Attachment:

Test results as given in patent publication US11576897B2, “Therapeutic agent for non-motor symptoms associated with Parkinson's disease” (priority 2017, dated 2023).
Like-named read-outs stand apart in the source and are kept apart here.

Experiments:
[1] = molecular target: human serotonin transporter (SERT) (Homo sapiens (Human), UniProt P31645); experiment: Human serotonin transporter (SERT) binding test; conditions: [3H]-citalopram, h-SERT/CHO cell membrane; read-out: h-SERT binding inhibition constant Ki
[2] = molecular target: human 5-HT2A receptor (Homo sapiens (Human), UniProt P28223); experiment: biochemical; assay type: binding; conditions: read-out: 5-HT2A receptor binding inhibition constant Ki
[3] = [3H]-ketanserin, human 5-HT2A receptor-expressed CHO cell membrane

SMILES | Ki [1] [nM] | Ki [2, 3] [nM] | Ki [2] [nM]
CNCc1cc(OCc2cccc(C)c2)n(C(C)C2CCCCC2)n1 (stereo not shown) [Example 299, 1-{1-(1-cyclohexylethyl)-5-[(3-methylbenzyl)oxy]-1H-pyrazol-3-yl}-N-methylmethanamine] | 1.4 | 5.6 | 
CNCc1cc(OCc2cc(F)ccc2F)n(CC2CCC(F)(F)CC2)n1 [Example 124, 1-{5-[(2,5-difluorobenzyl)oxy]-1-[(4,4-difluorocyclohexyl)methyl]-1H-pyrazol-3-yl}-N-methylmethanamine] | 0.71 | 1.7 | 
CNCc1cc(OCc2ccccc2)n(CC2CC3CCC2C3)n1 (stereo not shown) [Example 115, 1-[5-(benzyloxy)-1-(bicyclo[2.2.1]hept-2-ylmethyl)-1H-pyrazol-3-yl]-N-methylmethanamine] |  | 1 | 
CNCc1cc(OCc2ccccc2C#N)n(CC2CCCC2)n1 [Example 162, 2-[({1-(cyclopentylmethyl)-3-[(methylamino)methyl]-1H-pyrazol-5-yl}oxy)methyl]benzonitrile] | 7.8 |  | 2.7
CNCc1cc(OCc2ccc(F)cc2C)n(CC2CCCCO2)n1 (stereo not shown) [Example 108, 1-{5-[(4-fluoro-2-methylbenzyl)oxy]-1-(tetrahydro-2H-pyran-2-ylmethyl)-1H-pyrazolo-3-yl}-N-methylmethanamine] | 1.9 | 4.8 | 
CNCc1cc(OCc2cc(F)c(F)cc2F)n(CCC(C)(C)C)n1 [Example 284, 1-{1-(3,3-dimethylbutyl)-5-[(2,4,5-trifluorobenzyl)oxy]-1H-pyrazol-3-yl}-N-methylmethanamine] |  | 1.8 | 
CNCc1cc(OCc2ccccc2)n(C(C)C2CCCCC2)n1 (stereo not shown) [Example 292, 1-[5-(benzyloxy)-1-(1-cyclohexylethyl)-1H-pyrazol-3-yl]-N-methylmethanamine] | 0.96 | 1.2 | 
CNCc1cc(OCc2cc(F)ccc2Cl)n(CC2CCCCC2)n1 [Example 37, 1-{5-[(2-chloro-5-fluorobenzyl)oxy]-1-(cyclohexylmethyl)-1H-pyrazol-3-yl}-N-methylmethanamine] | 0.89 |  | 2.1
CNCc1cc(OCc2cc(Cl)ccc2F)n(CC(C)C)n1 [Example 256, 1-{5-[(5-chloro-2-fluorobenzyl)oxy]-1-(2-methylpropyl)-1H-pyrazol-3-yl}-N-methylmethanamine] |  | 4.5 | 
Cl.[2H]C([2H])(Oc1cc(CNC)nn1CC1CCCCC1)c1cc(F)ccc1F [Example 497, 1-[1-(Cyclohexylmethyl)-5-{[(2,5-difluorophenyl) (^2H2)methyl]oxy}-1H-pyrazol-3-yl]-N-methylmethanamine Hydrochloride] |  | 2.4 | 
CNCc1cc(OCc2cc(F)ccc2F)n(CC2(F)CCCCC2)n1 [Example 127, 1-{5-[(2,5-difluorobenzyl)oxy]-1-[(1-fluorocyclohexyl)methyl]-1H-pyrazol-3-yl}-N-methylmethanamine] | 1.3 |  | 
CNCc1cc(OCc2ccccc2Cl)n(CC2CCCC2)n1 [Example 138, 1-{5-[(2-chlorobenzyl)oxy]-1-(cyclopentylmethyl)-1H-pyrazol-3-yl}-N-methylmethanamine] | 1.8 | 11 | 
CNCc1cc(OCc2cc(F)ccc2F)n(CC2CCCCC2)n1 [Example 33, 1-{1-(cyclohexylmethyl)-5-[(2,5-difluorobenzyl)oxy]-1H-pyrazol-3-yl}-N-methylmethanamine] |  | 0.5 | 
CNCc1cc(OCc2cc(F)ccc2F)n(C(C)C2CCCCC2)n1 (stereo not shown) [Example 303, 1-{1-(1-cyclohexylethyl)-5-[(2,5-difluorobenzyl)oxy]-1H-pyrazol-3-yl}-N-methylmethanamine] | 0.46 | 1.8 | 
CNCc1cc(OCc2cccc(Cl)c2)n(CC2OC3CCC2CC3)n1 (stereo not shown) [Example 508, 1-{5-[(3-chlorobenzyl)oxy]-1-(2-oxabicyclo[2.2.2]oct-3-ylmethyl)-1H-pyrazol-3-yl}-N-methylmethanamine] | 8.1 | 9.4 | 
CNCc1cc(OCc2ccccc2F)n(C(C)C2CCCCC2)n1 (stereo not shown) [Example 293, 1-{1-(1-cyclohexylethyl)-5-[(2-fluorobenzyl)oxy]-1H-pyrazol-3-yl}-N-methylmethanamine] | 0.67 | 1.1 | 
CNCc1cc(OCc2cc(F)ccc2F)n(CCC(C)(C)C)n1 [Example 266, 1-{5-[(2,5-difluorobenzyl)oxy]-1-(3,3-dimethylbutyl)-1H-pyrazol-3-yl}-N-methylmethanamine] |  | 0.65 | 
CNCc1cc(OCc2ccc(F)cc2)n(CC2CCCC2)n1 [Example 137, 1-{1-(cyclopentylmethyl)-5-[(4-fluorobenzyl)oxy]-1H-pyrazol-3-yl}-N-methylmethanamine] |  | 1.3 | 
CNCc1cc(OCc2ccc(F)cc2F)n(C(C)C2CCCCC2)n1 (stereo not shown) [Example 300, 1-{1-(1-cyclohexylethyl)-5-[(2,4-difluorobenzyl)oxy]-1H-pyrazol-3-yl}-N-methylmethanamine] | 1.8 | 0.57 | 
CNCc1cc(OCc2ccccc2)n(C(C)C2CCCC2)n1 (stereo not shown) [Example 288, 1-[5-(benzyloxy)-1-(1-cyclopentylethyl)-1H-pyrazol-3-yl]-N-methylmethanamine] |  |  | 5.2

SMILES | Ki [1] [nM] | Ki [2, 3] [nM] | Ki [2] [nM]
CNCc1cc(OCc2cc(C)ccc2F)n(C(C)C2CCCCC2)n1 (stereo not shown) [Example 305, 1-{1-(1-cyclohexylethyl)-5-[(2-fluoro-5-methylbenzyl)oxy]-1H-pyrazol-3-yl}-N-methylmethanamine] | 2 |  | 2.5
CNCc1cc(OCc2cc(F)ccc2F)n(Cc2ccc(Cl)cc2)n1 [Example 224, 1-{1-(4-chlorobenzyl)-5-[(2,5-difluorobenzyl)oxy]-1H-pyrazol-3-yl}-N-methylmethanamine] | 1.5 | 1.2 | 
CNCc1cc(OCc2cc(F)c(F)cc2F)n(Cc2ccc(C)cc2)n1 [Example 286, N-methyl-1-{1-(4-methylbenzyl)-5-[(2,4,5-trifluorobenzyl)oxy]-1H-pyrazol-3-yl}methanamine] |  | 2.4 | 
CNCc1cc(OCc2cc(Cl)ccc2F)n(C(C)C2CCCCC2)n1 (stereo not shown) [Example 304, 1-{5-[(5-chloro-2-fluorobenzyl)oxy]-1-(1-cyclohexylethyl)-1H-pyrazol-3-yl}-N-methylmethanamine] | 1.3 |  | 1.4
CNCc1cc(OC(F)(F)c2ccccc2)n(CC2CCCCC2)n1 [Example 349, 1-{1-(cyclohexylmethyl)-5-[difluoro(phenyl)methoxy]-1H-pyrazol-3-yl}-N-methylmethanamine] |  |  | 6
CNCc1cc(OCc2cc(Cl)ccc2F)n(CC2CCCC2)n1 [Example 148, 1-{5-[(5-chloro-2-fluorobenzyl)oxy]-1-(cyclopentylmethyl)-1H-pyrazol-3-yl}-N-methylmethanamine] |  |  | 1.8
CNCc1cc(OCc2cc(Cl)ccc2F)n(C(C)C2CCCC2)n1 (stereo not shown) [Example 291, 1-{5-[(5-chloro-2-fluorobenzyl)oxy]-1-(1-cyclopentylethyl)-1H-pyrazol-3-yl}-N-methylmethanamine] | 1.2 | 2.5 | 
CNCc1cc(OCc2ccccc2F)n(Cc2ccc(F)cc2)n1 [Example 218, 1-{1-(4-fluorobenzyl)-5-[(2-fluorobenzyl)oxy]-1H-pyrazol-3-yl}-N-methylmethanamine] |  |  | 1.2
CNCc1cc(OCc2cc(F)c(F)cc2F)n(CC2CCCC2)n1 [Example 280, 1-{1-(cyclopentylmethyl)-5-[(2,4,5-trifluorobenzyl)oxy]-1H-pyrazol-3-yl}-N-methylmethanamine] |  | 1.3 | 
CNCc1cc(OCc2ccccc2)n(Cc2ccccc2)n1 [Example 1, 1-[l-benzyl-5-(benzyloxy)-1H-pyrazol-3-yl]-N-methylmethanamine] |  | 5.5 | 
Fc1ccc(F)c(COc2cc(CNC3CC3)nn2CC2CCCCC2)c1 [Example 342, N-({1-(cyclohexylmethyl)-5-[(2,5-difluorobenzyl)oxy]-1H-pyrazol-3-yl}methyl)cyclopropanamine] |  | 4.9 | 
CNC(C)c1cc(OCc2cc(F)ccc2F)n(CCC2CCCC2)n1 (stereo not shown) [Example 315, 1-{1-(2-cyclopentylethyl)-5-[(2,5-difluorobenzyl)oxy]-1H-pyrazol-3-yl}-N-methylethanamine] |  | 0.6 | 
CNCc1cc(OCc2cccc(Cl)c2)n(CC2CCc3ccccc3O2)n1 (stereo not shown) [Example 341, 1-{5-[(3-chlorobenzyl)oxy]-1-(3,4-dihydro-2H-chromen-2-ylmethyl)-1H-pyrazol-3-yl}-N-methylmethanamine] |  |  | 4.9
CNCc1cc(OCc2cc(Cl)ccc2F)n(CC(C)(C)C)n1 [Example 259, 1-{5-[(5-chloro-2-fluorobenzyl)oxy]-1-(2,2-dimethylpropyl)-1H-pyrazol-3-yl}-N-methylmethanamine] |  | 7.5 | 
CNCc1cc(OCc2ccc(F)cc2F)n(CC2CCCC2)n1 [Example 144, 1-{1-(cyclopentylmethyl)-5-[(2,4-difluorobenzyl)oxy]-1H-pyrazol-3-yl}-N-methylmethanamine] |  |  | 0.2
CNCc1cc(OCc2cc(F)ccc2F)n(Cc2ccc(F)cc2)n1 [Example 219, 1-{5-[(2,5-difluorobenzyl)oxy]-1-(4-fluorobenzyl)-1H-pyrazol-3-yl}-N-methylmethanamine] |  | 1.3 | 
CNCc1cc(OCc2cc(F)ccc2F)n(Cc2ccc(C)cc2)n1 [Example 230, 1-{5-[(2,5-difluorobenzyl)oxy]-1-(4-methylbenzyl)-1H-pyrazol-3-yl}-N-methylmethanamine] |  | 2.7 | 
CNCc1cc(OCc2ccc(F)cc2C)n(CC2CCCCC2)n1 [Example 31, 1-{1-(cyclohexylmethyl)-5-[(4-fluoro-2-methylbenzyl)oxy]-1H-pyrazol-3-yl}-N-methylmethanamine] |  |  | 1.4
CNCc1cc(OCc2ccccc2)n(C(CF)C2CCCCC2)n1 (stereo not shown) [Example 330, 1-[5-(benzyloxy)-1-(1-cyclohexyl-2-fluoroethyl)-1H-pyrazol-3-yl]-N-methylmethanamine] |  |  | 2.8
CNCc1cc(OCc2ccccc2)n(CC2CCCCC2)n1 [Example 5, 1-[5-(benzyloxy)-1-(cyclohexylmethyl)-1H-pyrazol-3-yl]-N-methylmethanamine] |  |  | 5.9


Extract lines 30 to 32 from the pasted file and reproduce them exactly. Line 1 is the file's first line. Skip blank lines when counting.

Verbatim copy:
CNCc1cc(OCc2cc(F)ccc2F)n(Cc2ccc(Cl)cc2)n1 [Example 224, 1-{1-(4-chlorobenzyl)-5-[(2,5-difluorobenzyl)oxy]-1H-pyrazol-3-yl}-N-methylmethanamine] | 1.5 | 1.2 | 
CNCc1cc(OCc2cc(F)c(F)cc2F)n(Cc2ccc(C)cc2)n1 [Example 286, N-methyl-1-{1-(4-methylbenzyl)-5-[(2,4,5-trifluorobenzyl)oxy]-1H-pyrazol-3-yl}methanamine] |  | 2.4 | 
CNCc1cc(OCc2cc(Cl)ccc2F)n(C(C)C2CCCCC2)n1 (stereo not shown) [Example 304, 1-{5-[(5-chloro-2-fluorobenzyl)oxy]-1-(1-cyclohexylethyl)-1H-pyrazol-3-yl}-N-methylmethanamine] | 1.3 |  | 1.4